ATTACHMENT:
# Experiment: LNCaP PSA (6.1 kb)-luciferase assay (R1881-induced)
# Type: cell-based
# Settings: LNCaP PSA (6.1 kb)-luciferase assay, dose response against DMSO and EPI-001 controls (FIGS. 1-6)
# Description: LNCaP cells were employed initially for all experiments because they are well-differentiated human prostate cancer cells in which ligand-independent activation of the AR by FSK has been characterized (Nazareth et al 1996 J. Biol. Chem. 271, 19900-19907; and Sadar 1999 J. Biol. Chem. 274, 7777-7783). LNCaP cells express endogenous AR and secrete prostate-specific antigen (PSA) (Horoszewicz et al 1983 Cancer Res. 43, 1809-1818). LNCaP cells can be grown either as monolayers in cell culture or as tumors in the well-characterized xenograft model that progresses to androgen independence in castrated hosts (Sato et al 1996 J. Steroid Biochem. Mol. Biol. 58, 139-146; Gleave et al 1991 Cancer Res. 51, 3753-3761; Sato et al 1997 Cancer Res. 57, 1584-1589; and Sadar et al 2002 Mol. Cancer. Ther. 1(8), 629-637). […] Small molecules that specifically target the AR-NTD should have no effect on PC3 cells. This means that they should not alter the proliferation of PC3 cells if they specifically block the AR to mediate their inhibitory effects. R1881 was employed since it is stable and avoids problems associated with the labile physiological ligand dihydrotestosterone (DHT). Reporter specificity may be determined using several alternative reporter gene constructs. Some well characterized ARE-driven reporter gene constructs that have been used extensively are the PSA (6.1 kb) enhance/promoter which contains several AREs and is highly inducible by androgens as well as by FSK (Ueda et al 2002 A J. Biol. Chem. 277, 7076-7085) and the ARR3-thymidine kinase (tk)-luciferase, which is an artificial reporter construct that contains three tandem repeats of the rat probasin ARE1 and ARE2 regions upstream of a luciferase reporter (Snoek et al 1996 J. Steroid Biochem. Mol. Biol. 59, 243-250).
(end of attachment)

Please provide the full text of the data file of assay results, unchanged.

# Experiment: LNCaP PSA (6.1 kb)-luciferase assay (R1881-induced)
# Type: cell-based
# Settings: LNCaP PSA (6.1 kb)-luciferase assay, dose response against DMSO and EPI-001 controls (FIGS. 1-6)
# Description: LNCaP cells were employed initially for all experiments because they are well-differentiated human prostate cancer cells in which ligand-independent activation of the AR by FSK has been characterized (Nazareth et al 1996 J. Biol. Chem. 271, 19900-19907; and Sadar 1999 J. Biol. Chem. 274, 7777-7783). LNCaP cells express endogenous AR and secrete prostate-specific antigen (PSA) (Horoszewicz et al 1983 Cancer Res. 43, 1809-1818). LNCaP cells can be grown either as monolayers in cell culture or as tumors in the well-characterized xenograft model that progresses to androgen independence in castrated hosts (Sato et al 1996 J. Steroid Biochem. Mol. Biol. 58, 139-146; Gleave et al 1991 Cancer Res. 51, 3753-3761; Sato et al 1997 Cancer Res. 57, 1584-1589; and Sadar et al 2002 Mol. Cancer. Ther. 1(8), 629-637). […] Small molecules that specifically target the AR-NTD should have no effect on PC3 cells. This means that they should not alter the proliferation of PC3 cells if they specifically block the AR to mediate their inhibitory effects. R1881 was employed since it is stable and avoids problems associated with the labile physiological ligand dihydrotestosterone (DHT). Reporter specificity may be determined using several alternative reporter gene constructs. Some well characterized ARE-driven reporter gene constructs that have been used extensively are the PSA (6.1 kb) enhance/promoter which contains several AREs and is highly inducible by androgens as well as by FSK (Ueda et al 2002 A J. Biol. Chem. 277, 7076-7085) and the ARR3-thymidine kinase (tk)-luciferase, which is an artificial reporter construct that contains three tandem repeats of the rat probasin ARE1 and ARE2 regions upstream of a luciferase reporter (Snoek et al 1996 J. Steroid Biochem. Mol. Biol. 59, 243-250).